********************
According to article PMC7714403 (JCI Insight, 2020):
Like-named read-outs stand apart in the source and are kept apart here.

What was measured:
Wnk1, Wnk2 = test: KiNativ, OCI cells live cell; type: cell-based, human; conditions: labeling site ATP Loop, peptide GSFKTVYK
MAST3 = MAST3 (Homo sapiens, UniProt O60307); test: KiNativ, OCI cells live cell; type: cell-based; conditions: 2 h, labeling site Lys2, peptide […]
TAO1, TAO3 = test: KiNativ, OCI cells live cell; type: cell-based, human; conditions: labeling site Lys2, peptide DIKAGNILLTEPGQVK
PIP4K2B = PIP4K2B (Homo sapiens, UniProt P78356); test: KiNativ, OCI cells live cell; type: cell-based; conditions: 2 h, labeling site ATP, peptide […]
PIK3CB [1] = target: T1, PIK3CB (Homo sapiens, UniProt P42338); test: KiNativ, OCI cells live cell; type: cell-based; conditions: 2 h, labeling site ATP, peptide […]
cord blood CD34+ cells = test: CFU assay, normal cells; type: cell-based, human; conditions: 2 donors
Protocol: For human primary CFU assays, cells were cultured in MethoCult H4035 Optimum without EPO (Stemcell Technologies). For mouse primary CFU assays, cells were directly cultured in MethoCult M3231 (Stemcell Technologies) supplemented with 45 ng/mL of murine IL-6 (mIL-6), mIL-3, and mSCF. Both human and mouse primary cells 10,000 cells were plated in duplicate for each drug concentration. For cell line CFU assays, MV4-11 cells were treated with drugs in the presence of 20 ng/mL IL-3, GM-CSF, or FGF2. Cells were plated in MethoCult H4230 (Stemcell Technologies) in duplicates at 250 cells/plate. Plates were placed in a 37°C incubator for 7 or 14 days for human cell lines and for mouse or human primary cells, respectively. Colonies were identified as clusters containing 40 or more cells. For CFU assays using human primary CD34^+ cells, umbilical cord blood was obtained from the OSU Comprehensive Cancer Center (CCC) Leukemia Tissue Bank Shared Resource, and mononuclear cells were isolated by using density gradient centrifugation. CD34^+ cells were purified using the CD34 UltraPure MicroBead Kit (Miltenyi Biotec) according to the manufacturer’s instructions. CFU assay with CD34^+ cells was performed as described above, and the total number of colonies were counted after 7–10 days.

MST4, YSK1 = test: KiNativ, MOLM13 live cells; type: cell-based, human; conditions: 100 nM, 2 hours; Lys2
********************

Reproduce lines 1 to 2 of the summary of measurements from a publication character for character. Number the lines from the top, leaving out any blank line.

According to article PMC7714403 (JCI Insight, 2020):
Like-named read-outs stand apart in the source and are kept apart here.